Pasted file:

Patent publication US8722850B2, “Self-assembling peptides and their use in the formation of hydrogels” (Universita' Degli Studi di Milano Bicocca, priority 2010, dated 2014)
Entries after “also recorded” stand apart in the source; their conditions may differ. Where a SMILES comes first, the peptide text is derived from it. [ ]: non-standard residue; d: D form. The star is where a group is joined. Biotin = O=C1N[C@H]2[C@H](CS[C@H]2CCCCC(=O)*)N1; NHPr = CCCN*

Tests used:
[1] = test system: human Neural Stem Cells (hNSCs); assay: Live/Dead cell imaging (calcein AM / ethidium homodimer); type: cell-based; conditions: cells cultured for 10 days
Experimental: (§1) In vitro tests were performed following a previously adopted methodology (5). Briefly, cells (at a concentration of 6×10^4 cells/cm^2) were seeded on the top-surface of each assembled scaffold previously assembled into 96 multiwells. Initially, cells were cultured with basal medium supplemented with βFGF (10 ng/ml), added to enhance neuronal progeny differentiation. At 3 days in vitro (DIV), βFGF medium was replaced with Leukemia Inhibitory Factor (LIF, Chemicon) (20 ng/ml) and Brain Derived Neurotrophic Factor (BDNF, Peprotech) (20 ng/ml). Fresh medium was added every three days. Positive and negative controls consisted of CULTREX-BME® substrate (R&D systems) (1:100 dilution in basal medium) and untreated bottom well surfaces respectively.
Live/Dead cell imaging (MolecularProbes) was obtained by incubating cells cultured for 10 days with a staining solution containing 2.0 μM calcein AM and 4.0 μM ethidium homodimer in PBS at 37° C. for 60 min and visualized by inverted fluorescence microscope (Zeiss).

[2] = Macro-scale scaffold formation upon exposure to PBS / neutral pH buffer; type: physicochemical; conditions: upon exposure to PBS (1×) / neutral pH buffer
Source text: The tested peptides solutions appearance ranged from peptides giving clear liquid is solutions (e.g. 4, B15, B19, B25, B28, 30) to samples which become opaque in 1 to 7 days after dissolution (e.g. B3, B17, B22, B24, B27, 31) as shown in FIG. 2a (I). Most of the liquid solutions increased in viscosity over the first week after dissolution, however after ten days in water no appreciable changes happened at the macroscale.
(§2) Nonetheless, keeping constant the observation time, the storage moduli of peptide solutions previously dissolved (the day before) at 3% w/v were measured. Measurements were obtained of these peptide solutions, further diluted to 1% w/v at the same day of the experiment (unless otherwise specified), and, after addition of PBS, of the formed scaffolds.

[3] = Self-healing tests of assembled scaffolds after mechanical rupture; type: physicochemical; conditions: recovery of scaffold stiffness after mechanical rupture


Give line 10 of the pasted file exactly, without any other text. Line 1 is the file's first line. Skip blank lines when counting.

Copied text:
[3] = Self-healing tests of assembled scaffolds after mechanical rupture; type: physicochemical; conditions: recovery of scaffold stiffness after mechanical rupture